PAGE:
Proposed Regulations Target States’ Responses to SALT Cap

Thoughtware Article Published: Sep 24, 2018
Federal quick reference guide to the Tax Cuts and Jobs Act.

As part of the Tax Cuts and Jobs Act (TJCA), which was passed in December 2017, the itemized deduction for state and local taxes (SALT) is capped at $10,000 ($5,000 for married taxpayers filing separately) for tax years beginning after December 31, 2017, and before January 1, 2026. This amount includes state and local real and personal property tax and the greater of income or sales taxes paid. Amounts paid or accrued for real and personal property tax in connection with a trade or business aren’t subject to this limitation.

States’ Responses to SALT Cap

In an attempt to circumvent this new cap, Connecticut, New Jersey and New York responded by introducing and enacting various state income, payroll and/or real property tax credits in exchange for amounts paid to qualifying charitable organizations under Internal Revenue Code (IRC) Section 170(c).

To illustrate this strategy, a taxpayer could contribute $10,000 to a state-specified fund offering a 75 percent state income tax credit and receive a $7,500 tax credit for state income tax purposes. In addition, if the taxpayer itemized, he or she would receive a federal charitable contribution deduction of $10,000 provided the fund qualifies under IRC §170(c). This strategy, in effect, shifts the deduction from a SALT deduction to a charitable deduction to avoid the $10,000 cap.

Connecticut also enacted an entity-level tax on pass-through entities, whereby the pass-through entities are allowed a federal deduction for the state tax paid and the equity owners receive a credit against their individual state income tax liability. Arkansas and New York are considering similar measures.

In addition to the above changes in state law, Connecticut, Maryland, New Jersey and New York filed suit against the federal government over the SALT deduction cap in mid-July. The suit asserts “the new cap effectively eviscerates the SALT deduction, overturning more than 150 years of precedent” and “seeks to compel certain States to reduce their public spending.” This case is still pending in federal court and may not be decided prior to December 31, 2018.

IRS & Treasury Target States’ Responses

On August 23, the IRS and U.S. Department of the Treasury (Treasury) released proposed guidance that aims to prevent this strategy for new and preexisting state tax credit incentive programs. The proposed regulations provide that, for charitable contributions made after August 27, 2018, in which a taxpayer receives a state tax credit, a federal deduction will be allowed only to the extent the contribution exceeds the amount of the tax credit received. Using the same facts in the example above, the taxpayer would be required to reduce the previously allowed $10,000 federal charitable contribution deduction to $2,500 (reduced by the $7,500 state income tax credit received).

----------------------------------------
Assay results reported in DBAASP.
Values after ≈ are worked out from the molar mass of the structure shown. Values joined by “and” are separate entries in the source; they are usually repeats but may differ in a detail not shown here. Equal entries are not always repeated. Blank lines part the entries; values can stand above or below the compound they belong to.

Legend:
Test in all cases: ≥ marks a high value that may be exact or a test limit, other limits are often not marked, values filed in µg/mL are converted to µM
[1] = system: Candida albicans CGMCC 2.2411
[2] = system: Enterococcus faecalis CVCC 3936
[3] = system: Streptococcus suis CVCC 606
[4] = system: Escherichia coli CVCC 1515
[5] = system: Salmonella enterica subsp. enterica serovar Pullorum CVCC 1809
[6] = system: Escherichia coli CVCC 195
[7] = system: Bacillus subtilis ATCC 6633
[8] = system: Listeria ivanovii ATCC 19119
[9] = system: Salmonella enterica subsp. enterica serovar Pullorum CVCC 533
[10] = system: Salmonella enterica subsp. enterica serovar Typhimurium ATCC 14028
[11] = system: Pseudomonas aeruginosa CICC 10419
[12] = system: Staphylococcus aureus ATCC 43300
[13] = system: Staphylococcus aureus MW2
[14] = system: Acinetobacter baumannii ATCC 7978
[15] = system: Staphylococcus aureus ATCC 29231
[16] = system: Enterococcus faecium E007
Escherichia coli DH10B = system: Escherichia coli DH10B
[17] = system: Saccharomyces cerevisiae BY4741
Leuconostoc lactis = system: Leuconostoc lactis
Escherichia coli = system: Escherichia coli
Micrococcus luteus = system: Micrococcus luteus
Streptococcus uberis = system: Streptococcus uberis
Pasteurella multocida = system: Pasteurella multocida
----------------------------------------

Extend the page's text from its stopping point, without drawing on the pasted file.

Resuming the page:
This rule is based on the application of the quid pro quo principle, which only allows taxpayers to deduct the net value of charitable contributions when a valuable benefit is received from the contribution. However, the proposed regulations do offer a de minimis rule, which allows a full federal deduction for charitable contributions if the state tax credit doesn’t exceed 15 percent of the charitable contribution. The proposed regulations also don’t require a reduction in the federal charitable contribution deduction if the state only provides a dollar-for-dollar deduction instead of a credit and the deduction doesn’t exceed the amount of the charitable contribution.

In a September 5 news release, the IRS clarified the proposed regulations don’t affect the availability of a business expense deduction under IRC §162. Thus, if a taxpayer makes a payment to a charitable organization described in IRC §170(c) as an ordinary and necessary business expense under IRC §162, e.g., for advertising or promotion, and receives a tax credit, the proposed regulations don’t apply.

As previously mentioned, the proposed regulations apply to charitable contributions made after August 27, 2018. It’s uncertain if contributions made prior to this date will be subject to the proposed rules. A public hearing on the proposed regulations is scheduled for November 5 in Washington, D.C. Given the contentious nature of this topic, it’s likely the IRS will receive numerous comment letters and requests to speak at the hearing, so we’ll be following this issue closely.

Contact Forrest, Kori, Amy or your trusted BKD tax advisor for more information.

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